An “Eco-Lodge” Mozunaf is not. Whoever chose the location shares my penchant for a view, but even a kid with Grade 3 Geography knows that if you chop down the trees on a river bank, the river will soon carry away the very ground that you built your chalets on. I expect that subsequent visitors to this bend in the Zambezi may find that what’s left of the “lodge” may be quite a few metres closer to the river than was the builder’s original intention.
Moses, the camp manager, explained that the place serves as a base for hunting elephants and crocodiles. He also related a confusing and disjointed story involving one of the Kruger bulls that had been recently relocated to Gorongosa (at a cost of R50 000 apiece) being shot nearby by a professional hunter.
I read later that the remains of this roaming bull had been traced via its radio collar to a house in Beira. This did make me wonder how could it have strayed so far (350km) without being noticed. Declining the offer of a comfortable looking casa for the night, we pitched tent, shared our supper with Moses, and woke to a glorious Zambezi sunrise.
At dawn we found someone who claimed to know of Livingstone’s baobab and just 3km north of Chiramba, a few metres from the road, he pointed to the very spot where the good doctor had rested for a while.
There was no trace of the once mighty baobab. A large grassy depression indicated that there could have once been a stately tree at this spot and our guide explained that the 1996 cyclone had uprooted the tree and the goats and termites had finished it off.
The road east is quite scenic as it skirts swamps and floodplains on the south bank of the Zambezi, and during floods many stretches would certainly be swamped.
We stopped at Chemba for petrol (again from drums) and pao, and also at Vilade Sena to confirm that the Dona Anna Bridge is certainly no longer usable by cars as it has been converted back to a railway.
We carried on to Caia as I was hoping to be able to negotiate a drive on the magnificent newly completed Afonso Guebuza Bridge over the Zambezi, even though it was not yet officially open. While bridges do make river crossings that much easier and keep the wheels of the economy rolling, I couldn’t help feeling that it was so much more exciting to cross on the battered old ferries that would now become mere scrap metal.
I only realised that it was Sunday when I found the offices in Caia deserted, except for a sleeping security guard with a can of 2M beer in his hand and a few chickens pecking the mud off his boots.
After a great piri-piri chicken at Dona Vovo’s restaurant we made our way to the bridge where the fellow in charge of the barriers was firm in his decision: no one was going to drive over the river until the President had officially opened it. He politely suggested that I wait a week.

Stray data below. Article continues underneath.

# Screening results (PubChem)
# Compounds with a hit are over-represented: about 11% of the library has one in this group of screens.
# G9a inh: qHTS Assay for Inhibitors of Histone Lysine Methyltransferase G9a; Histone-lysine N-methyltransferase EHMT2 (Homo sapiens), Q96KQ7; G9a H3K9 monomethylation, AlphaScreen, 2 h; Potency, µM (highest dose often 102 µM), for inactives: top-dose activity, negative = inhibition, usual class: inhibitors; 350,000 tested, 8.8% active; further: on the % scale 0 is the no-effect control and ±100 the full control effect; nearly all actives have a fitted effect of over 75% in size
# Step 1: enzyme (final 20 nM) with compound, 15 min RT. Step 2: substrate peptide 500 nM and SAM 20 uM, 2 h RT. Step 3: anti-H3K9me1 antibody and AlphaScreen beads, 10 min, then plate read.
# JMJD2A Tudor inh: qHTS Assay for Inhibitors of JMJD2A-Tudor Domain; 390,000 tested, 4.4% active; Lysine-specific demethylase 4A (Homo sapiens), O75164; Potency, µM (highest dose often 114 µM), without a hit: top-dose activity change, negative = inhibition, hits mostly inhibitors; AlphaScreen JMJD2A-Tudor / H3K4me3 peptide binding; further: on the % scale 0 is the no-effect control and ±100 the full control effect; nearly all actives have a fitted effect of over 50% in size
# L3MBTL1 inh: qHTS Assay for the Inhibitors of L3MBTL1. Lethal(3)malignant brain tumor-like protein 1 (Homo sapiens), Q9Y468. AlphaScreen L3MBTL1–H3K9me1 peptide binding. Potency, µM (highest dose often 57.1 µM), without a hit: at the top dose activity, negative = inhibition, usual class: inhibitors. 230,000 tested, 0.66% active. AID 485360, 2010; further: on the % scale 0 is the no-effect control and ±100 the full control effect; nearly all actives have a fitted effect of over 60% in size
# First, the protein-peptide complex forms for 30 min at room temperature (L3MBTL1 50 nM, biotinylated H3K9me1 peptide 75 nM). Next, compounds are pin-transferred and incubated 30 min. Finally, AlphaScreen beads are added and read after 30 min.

We were not even allowed to walk across and so I drove the Terios 30km south to Mphingwe camp where we licked our wounds, had a good meal, showered and got some serious sleep before a very early departure the following day.
The first time I drove from Caia to Inhambane was in 1993, and then the trip took 36 long, bumpy hours on a track that was more of a dried-up riverbed than a road. This time the 1000km trip took just 14 hours and by late evening we had reached Quinta S. Antonio at Lindela and were tackling some of Adelaine’s real home-cooking.
While Dan and Luke recharged their Cartoon Network reserves Vic told me about a place near Morrumbene that apparently looked like something out of medieval Europe. I decided to delay our return south by a day and by the time dawn was painting Inhambane bay an indescribable golden red I was already close to a secluded little Methodist mission called Cambine.
Founded over a century ago, Cambine Mission specialises in agricultural training and its excellent reputation attracted students from all over Mozambique. One of its past pupils is Eduardo Mondlane (1920-1969) who, in exile, became Frelimo’s first President during the colonial liberation struggle.
Apparently most of the missionaries over the years have come from the United States, but some must have come from Bavaria or Switzerland: Nowhere else in Mozambique have I seen walls so skilfully craft ed from cobblestone and clay, supporting vaulted ceilings with black slate roofs.
It’s a wonderful place – the buildings so sternly European in appearance but the people so vibrantly and smilingly African. A man from Rwanda called Dieu Donne, who is a coordinator at Cambine, befriended me and we agreed that this is one of the most peaceful places either of us has experienced in our wide-ranging travels.